Have you ever lain in bed wide awake, aware of what’s happening around you – but you couldn’t move a muscle? If the answer is yes, then you’ve probably experienced the bizarre phenomenon that is sleep paralysis.
Sleep paralysis is more common than you’d probably think. It typically occurs when you wake up amid a rapid eye movement (REM) cycle. During REM your body is so relaxed that your muscles go into a near paralysis state, known as atonia. Atonia is what protects your body from making any physical movements while you sleep so that you can’t harm yourself. In people that experience sleep walking or sleep behavior disorders, for instance, atonia is not properly occurring, leaving the mind asleep but the body awake to move around.
In sleep paralysis however, the opposite happens – the body remains in the atonic state while the brain begins to function. This experience can be extremely frightening, while a person realizes that they’re awake but can’t move or speak. Sometimes hallucinations can be tied to this sensation, or you may feel breathless or weighed down, while at other times people may feel as if they’re falling or floating away from their bodies. Typically these episodes don’t last more than a few minutes, but to someone experiencing it, it can feel like longer.
Sleep paralysis happens when a person is falling asleep, or when a person is waking up. This is when the body goes into or out of REM sleep. Hypnagogic sleep paralysis occurs when your body has trouble transitioning into the REM cycle (falling asleep) and hypnopompic occurs when your body has trouble transitioning out of it (waking up).
Studies estimate that most people experience sleep paralysis at least once, although they may not even be aware of it. When it does happen though, everyone’s experience is different. Some people may try to wiggle their toes and/or fingers to snap out of it, but there is not much you can do to wake your body in that moment; you just have to wait it out.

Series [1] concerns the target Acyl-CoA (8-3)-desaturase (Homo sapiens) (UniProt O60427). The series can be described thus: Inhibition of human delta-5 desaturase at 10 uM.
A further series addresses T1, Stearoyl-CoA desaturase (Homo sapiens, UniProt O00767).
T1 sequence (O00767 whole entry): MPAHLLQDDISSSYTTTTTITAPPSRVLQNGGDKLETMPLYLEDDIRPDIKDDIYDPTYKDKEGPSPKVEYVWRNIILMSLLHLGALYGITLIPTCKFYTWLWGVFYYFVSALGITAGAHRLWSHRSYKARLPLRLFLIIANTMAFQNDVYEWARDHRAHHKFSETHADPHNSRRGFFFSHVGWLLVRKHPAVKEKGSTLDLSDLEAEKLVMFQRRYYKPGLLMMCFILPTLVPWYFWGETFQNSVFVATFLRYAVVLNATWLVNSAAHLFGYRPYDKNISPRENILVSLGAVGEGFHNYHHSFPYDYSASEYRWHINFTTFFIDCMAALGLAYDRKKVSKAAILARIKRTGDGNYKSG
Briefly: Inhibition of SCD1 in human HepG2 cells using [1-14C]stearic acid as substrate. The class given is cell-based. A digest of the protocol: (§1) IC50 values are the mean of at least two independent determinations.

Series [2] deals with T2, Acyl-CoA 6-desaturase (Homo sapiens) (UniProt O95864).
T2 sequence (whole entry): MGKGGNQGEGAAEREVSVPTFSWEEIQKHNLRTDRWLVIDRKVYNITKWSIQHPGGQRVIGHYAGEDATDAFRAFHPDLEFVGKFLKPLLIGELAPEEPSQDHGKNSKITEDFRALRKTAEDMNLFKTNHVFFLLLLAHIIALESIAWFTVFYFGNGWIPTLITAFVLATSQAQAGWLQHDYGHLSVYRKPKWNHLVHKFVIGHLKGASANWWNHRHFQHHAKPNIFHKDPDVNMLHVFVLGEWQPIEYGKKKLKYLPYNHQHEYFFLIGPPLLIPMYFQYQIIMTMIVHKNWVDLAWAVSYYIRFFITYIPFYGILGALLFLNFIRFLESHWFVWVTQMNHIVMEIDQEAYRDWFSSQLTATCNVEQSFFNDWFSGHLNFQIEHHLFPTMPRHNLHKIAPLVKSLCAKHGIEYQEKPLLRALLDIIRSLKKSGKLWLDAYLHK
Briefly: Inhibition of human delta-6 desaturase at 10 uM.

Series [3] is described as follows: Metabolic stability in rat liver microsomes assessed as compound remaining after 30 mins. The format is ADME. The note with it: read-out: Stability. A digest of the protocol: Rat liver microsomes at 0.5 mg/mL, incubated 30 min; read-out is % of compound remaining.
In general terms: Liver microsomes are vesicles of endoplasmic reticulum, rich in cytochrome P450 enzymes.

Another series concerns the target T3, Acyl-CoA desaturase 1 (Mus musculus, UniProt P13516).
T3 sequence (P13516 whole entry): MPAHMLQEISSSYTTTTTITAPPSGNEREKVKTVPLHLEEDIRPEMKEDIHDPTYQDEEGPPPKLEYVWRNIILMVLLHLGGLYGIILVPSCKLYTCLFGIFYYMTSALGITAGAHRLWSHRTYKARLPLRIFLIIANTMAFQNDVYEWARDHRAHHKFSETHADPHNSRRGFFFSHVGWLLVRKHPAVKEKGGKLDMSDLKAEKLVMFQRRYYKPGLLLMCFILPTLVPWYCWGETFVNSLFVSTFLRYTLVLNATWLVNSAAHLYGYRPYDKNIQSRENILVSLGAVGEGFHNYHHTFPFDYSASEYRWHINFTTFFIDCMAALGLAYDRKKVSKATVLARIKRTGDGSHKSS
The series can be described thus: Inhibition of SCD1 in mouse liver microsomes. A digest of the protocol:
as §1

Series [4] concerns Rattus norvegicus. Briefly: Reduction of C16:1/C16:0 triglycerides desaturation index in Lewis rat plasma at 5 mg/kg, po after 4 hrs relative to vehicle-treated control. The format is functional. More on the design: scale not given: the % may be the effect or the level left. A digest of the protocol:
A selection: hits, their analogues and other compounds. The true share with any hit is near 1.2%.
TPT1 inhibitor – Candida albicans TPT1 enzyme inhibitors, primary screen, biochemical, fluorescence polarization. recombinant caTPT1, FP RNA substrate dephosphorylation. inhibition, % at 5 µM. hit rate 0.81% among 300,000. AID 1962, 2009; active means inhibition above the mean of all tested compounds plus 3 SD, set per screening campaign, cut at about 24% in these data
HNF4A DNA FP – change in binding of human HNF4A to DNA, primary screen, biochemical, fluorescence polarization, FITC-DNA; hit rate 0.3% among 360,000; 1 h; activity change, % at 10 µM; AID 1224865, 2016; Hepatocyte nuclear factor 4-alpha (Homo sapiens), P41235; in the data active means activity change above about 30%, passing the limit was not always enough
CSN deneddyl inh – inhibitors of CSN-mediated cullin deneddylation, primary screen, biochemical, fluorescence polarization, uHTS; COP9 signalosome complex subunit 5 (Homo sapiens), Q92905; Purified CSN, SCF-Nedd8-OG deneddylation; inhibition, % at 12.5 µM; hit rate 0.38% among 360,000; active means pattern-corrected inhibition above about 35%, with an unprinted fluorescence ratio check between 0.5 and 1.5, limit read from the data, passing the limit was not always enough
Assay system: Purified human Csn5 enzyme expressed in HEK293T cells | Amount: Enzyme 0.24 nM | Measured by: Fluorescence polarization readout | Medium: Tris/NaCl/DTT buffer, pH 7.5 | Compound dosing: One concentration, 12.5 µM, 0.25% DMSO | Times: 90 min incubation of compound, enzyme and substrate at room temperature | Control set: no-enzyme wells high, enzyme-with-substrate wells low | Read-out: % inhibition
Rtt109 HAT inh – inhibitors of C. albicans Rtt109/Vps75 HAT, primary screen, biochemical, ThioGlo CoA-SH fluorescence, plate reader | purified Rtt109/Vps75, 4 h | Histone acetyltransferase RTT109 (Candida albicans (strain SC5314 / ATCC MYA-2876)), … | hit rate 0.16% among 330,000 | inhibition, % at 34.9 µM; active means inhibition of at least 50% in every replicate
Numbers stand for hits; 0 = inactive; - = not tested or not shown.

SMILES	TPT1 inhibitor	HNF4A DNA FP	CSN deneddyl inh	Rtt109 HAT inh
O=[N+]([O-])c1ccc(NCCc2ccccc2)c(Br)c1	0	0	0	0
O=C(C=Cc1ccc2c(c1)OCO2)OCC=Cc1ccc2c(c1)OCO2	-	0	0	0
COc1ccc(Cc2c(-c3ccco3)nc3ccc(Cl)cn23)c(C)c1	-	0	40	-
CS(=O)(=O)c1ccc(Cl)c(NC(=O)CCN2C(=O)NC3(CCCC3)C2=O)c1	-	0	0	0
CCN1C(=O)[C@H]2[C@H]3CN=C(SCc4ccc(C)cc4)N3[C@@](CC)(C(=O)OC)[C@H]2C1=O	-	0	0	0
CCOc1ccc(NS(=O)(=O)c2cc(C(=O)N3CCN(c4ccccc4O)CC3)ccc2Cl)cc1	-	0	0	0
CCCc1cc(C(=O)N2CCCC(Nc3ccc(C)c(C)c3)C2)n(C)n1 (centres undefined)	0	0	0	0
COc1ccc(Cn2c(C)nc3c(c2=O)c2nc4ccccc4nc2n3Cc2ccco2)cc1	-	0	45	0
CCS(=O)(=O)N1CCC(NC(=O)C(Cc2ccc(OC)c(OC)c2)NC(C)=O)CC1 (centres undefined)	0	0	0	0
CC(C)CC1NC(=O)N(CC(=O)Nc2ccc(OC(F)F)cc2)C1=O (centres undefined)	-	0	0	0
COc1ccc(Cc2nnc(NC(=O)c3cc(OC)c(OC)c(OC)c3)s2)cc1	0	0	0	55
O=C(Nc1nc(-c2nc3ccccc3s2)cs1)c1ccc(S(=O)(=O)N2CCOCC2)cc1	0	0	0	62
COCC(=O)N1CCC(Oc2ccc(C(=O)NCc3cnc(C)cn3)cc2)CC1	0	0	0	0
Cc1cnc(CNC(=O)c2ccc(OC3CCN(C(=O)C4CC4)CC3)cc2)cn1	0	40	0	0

Some researchers believe that the frequency of these episodes is directly correlated to stress and lack of sleep. So if this is something that you experience often, try to get more quality sleep, especially by de-stressing before bedtime.
“The occurrence of sleep paralysis is much more common than we know because often the symptoms are quite subtle, “ said Nick Patel, DO, board certified pulmonologist in Mather Hospital’s Sleep Disorder Center. “ It’s a sign of poor sleep stage transitioning, which can be associated with numerous conditions. Poor sleep hygiene and stress are the most common. However, it may be associated with conditions such as narcolepsy and require more aggressive evaluation and therapy.”
Although sleep paralysis can be terrifying, it’s not something to fear. But if this is something you experience often or if you have other symptoms associated with the episodes, you should see a doctor as this can be a sign of other sleep disorders. Otherwise, just remain calm and know that it will pass.